Farabundo Marti, little known outside of Latin America, but a highly regarded revolutionary leader from El Salvador, was born today 122 years ago.
Almost 50 years after his death, the guerrilla-movement-turned-political-party from his home country later adopted his legacy in the name of their organization.
Marti dedicated his life to the cause of the peasants, indigenous peoples and workers of Central America. He was involved in movements in Guatemala, Nicaragua, and El Salvador, where the Marxist leader was killed by the military government for his role in a peasant uprising.
Revolutionary leader Agustin Farabundo Marti was born in Teotepeque, El Salvador on May 5, 1893. | Photo: Archive
Agustin Farabundo Marti was born in Teotepeque, El Salvador on May 5, 1893. He was a student at the National University, but abandoned his studies in favor of participating directly in activities led by the nascent working class organizations in the country.
He was a member of a number leftist organizations throughout the region and a founder of the Central American Communist Party in 1925. As a result of his activities, he was regularly arrested and deported by the authoritarian regimes ruling throughout Central America.
In 1928 he found himself in Nicaragua alongside Augusto Sandino, fighting with his forces against the U.S. military occupation of the country. He returned to El Salvador two years later to launch the Salvadoran Communist Party, which would play a leading role in one of the country's most dramatic and tragic episodes.
Marti, sitting right, is pictured with Augusto Sandino, standing center. | Photo: Archive
In January of 1932, the Salvadoran people together with the Communist Party under Martis leadership rose up against the dictatorship of Maximiliano Hernandez Martinez . The regime responded with brutal repression , killing an estimated 10,000 and 40,000 people .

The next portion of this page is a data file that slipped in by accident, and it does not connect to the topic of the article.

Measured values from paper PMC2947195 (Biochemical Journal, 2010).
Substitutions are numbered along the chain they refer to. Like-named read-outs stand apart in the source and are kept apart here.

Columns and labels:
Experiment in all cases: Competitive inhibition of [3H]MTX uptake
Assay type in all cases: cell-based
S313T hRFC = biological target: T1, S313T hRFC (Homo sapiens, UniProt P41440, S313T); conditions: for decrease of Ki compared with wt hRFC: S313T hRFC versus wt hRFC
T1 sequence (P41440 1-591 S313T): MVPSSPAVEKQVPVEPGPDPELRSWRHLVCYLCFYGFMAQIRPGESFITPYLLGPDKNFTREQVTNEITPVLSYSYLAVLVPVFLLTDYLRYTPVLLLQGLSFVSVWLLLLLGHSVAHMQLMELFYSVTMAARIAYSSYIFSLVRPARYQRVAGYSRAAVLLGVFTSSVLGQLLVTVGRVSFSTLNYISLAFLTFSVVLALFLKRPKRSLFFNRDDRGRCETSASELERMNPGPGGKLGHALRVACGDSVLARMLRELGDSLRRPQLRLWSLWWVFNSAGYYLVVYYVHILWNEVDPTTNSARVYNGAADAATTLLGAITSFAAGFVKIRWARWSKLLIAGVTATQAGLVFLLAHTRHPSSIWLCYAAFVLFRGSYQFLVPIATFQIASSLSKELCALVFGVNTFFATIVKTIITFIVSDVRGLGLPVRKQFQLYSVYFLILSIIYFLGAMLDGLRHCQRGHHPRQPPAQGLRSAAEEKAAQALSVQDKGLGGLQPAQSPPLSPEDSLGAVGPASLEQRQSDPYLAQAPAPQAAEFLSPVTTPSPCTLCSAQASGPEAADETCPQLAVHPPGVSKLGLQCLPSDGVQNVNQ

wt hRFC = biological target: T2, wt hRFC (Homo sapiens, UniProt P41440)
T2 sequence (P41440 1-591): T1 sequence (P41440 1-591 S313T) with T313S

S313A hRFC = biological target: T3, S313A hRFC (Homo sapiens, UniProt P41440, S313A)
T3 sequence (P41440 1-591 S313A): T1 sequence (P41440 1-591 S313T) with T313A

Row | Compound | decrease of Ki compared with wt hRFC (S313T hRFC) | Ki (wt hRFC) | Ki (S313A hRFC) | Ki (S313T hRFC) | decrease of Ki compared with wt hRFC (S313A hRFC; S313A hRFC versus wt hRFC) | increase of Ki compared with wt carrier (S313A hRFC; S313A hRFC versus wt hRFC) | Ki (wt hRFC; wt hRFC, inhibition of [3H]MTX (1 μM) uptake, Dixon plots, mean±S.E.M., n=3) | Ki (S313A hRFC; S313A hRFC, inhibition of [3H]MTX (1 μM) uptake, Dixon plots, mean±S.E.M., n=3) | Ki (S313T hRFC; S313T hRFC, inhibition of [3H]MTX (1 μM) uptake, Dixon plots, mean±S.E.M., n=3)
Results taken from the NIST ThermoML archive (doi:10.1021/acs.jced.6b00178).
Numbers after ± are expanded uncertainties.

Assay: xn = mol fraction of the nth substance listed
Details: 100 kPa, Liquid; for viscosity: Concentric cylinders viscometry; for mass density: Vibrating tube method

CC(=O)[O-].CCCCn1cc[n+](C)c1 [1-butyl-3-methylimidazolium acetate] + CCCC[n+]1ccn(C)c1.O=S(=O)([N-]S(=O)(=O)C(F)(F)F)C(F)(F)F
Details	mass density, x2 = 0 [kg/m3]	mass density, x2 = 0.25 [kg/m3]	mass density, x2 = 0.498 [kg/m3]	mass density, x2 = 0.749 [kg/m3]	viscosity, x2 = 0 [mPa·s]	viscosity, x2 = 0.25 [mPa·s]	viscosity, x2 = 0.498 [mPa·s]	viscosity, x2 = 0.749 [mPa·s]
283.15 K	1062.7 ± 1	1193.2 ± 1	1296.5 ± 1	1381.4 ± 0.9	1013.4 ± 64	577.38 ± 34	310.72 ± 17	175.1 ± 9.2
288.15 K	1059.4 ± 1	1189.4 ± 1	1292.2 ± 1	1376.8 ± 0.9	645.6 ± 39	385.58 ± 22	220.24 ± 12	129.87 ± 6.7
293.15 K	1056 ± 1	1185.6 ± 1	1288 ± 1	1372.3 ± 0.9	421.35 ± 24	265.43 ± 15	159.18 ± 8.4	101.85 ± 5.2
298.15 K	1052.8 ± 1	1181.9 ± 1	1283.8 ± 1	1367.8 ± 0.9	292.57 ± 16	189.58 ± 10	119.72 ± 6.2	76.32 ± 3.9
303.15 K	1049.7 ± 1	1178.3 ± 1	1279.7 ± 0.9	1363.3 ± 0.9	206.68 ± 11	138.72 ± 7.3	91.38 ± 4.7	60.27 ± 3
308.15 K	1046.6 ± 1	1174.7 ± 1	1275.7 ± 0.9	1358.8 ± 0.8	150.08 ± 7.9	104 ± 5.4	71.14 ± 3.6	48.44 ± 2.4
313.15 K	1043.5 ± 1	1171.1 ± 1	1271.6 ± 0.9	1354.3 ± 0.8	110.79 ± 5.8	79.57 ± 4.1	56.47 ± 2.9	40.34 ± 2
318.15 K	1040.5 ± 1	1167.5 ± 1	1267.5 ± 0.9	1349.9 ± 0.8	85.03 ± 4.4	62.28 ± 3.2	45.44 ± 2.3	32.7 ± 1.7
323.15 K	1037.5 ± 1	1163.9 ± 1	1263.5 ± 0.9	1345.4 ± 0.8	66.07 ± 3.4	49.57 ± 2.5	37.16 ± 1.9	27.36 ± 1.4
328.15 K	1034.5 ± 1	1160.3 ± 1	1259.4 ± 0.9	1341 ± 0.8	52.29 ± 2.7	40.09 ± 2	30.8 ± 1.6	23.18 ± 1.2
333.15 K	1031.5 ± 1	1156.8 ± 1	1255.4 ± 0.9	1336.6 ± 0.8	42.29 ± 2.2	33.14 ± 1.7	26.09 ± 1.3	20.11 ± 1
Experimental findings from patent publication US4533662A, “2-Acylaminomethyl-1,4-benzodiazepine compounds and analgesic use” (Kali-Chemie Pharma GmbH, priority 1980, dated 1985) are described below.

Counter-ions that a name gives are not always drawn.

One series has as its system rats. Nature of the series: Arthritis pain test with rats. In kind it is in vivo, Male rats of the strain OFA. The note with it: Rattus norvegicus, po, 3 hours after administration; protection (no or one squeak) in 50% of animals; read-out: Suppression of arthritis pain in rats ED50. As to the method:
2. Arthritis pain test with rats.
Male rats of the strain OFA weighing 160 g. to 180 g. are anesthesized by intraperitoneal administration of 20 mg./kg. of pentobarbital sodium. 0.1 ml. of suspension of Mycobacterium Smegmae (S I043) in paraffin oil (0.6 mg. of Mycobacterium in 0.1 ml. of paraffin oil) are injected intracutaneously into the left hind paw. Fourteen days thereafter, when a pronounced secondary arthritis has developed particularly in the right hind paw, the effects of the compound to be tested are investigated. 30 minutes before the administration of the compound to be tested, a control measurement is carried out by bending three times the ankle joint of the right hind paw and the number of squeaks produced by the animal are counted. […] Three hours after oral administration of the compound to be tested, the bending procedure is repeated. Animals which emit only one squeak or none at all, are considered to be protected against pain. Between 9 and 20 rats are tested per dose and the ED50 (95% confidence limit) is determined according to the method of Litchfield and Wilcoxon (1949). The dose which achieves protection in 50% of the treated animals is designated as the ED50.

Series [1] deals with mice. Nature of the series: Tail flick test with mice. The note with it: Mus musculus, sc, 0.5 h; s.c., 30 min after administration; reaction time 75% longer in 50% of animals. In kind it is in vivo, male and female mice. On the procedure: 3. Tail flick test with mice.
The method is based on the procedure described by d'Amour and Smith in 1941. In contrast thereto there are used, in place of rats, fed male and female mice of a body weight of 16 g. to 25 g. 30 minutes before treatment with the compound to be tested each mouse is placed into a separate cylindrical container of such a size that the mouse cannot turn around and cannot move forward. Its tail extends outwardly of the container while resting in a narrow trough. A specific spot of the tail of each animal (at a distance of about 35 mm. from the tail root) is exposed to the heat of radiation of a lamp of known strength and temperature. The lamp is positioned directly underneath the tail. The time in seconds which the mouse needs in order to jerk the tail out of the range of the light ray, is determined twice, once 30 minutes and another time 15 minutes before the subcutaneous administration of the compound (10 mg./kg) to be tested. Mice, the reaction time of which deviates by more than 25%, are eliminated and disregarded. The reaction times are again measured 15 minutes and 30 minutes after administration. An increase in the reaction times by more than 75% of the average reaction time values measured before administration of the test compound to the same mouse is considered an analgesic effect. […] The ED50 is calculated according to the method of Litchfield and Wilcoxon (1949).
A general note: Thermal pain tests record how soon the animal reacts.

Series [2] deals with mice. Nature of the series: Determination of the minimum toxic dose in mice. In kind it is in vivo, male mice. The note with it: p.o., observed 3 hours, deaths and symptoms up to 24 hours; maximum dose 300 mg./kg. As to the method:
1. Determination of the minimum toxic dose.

Marti was sentenced to death on Jan. 31, 1932 and was executed by firing squad the following day. It is reported that his cry of, “Long live socialism!” was interrupted by the impact of the bullets.
Marti's name and legacy was adopted by the Farabundo Marti National Liberation Front (FMLN), a guerrila movement that opposed the vicious U.S.-backed regimes in El Salvador throughout the 1980s and into the 90s.
Inspired by the victory of the Sandinista National Liberation Front in neighboring Nicaragua, the FMLN was founded on October 10, 1980, through the union of five existing guerrilla organizations, which had been fighting the authoritarian regime in El Salvador throughout the 1970s.
Members of the FMLN guerrilla army pose with the flag of the movement. | Photo: FMLN
The FMLN fought what they deemed a “Revolutionary People's War” against an enemy that received millions in military aid from the United States every day. In Novevmber 1989, the FMLN launched a military offensive against the capital of San Salvador and nearly succeeds in toppling the government.
The 1989 offensive served to compel the Salvadoran government to finally settle ongoing peace talks, with a peace agreement between the FMLN and the government ending the armed conflict on Jan. 16, 1992.
FMLN Commander Schafik Handal shakes hands with the Salvadorean government representatives after the signing of the peace agreement, January 16, 1992. | Photo: FMLN
Later that year , the FMLN would formally covert itself into a political party . Although the party saw success at the local level , it did not win the presidency until 2009 with former journalist Mauricio Funes becoming the first candidate representing the FMLN to re ach the country's highest office .
A billboard shows the face of Mauricio Funes, presidential candidate of the FMLN, who would go on to win the election, San Salvador, El Salvador. | Photo: LGC
The election of Funes was followed by re-election of the FMLN to the presidency in 2014 with the victory of Salvador Sanchez Ceren, one of the guerrilla commanders during the armed conflict.
Former guerrilla commander Salvador Sanchez Ceren was elected president of El Salvador on March 9, 2014. | Photo: Reuters
The triumph of Sanchez Ceren represented in many ways the culmination of Farabundo Marti's struggle for socialism and national liberation in El Salvador.